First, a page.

Amazon Changes Course on Arbitration

According to various news sources, last month, Amazon changed its requirement that those having a dispute with the company take the claim to arbitration.  One reason is the expense. For years, I have been telling clients to avoid agreeing to arbitration clauses when possible.   First, as Amazon discovered, arbitration is expenses.  Places like the American Arbitration Association charge filing fees which are much higher then the courts.  In addition, when you file a lawsuit in Court, you don’t pay for the judge’s time — your taxes do.  In arbitration, the parties are responsible for paying the hourly rates arbitrator(s).  In some instances there will be just one arbitrator, but sometimes, there is a panel of three.  At several hundred dollars an hour, those costs add up quickly.  Plus, in addition to paying for the arbitrator, you are also paying for your own lawyer, which is also a few hundred dollars an hour.

Another problem with arbitration is that except for very limited circumstances (or specific arbitration programs), arbitration decisions cannot be appealed.  Remember back to the 2016 Deflategate scenario involving Tom Brady and the New England Patriots?  Ultimately, the Second Circuit Court of Appeals found that the Agreement between the parties provided for a form of arbitration where the Commissioner of Football had the final say and that such a decision could not be appealed.  Most other arbitrations work the same way.  In order to overturn an arbitration award, you have to find that the arbitrator or the process was corrupt that there was serious misconduct.  The fact that an arbitrator misapplied the law or got the facts wrong is not enough to overturn the decision.  In court, if you get a decision you think is wrong, you can appeal it and another set of judges looks at the decision.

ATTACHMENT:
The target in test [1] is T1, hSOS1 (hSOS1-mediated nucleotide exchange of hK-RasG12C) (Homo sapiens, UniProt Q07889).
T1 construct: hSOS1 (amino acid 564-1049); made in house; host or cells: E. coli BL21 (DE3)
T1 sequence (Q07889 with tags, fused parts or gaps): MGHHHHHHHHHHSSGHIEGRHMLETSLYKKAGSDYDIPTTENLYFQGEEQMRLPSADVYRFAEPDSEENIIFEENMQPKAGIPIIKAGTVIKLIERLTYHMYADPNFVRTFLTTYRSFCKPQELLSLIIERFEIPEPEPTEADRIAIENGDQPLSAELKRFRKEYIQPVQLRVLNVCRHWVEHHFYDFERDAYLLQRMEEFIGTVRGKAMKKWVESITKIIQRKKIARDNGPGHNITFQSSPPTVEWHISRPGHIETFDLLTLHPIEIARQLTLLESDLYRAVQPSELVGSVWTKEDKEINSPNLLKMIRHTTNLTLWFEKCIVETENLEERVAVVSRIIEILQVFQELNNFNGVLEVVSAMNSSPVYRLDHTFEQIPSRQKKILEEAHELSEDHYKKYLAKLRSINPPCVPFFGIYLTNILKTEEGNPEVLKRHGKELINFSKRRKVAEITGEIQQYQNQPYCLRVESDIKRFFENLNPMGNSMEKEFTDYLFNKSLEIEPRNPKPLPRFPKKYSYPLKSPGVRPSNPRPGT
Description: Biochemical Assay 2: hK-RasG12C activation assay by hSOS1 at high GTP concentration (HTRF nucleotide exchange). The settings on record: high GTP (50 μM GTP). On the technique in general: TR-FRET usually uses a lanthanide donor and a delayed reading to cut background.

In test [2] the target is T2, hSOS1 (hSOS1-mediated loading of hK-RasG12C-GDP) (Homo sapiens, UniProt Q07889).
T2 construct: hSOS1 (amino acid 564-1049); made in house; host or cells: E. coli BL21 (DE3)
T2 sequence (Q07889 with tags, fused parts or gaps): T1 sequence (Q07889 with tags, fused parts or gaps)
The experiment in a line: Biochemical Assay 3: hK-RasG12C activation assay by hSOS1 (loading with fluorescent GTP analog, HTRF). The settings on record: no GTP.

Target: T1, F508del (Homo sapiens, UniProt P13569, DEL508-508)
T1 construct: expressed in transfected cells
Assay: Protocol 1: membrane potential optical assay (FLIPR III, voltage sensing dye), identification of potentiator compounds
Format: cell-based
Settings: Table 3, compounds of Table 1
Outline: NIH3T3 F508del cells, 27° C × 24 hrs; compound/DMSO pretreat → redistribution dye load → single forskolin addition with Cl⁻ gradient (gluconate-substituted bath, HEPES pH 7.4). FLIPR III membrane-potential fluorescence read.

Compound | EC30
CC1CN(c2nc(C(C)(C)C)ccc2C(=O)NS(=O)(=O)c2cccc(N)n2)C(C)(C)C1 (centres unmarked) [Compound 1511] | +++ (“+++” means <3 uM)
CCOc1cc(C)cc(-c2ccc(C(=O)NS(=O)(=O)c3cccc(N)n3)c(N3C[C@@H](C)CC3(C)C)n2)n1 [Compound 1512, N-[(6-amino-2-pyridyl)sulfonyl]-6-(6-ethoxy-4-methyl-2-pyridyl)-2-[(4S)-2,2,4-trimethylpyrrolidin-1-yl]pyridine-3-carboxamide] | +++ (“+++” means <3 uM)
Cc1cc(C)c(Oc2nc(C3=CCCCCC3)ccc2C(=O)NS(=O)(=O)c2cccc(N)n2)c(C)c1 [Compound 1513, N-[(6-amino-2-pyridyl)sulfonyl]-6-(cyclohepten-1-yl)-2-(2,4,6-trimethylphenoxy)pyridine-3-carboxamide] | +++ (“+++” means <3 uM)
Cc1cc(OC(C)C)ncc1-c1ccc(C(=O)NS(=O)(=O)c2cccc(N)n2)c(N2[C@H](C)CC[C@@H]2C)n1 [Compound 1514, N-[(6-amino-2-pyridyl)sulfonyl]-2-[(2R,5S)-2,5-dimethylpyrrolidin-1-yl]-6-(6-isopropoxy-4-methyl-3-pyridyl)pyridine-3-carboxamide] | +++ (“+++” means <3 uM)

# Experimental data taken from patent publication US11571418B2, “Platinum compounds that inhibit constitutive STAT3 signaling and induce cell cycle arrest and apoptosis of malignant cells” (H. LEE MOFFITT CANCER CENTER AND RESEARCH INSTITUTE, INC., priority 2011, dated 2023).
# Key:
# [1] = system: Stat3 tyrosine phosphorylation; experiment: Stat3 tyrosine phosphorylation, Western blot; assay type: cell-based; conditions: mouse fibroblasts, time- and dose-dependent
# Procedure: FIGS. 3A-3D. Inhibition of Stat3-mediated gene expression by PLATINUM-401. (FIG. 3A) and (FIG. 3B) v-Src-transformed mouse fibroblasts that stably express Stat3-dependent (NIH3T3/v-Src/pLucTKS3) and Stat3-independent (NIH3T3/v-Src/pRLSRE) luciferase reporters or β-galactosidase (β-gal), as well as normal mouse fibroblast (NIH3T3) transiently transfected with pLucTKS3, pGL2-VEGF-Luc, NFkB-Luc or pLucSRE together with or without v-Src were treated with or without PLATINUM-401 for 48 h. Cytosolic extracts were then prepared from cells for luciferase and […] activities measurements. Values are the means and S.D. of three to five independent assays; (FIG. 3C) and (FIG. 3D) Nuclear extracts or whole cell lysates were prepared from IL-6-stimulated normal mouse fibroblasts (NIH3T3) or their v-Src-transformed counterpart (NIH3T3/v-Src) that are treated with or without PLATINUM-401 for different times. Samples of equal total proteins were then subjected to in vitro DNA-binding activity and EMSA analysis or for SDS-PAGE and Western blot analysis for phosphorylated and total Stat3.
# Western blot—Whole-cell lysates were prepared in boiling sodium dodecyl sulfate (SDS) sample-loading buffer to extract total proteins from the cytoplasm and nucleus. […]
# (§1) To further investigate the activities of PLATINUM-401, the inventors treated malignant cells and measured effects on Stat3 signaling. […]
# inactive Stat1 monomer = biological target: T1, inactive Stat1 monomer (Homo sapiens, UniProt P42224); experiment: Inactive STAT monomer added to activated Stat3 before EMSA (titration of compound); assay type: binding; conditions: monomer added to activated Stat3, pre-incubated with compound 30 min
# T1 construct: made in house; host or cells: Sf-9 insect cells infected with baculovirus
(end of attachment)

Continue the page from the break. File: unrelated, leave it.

The next problem with arbitration is the arbitrator.  For some arbitrations (and depending on the parties’ agreement), you can agree on an arbitrator.  However, sometimes the arbitrator is assigned.  Certainly arbitrators have training and many are retired judges, but not all.  Many arbitrators do not do arbitrations full-time, but are just one part of what they do for a living.  While the arbitration company might charge you hourly for the arbitrator’s fee, the arbitrator herself might only get a flat fee, no matter how long the matter takes.  Consider whether you want someone whose sole job it is to decide cases or whether you’d prefer to have someone who does this work on the side or as just a part of the way they make a living.  Will they give the case the time it deserves if they are making a flat fee and spending as little time as possible is the most cost effective?  Or, if the arbitrator is getting paid by the hour, how much time will they spend reviewing documents and preparing for the matter?  This is not to suggest that arbitrators are dishonest.  I believe that the vast majority do their job to the best of their ability.  However, at least in Massachusetts, a judge’s sole job is to decide cases.  He or she does it every day and aside from keeping cases moving forward, a judge does not have a stake in the length of time it takes to deal with a case.

Finally, in general, arbitrations are private and the decisions are private.  Court opinions, on the other hand, are public documents.  You can go to the court (or probably look up from the convenience of your phone), how many times a company has been sued regarding a defective product or unsavory practice.  If that company requires all disputes to be arbitrated, then you can’t know that information.  Further, neither you, nor another arbitrator have the benefit of seeing what others have done in similar situations.  In other words, two arbitrators hearing two different cases with similar facts could reach opposite conclusions.  In court, lawyers can point judges to previous decisions which are similar and argue that the current case should be decided the same way.  When cases are arbitrated, no one has that information and arbitrators are free to rule how best they see fit.

I hope other companies follow Amazon’s lead and move away from arbitration clauses.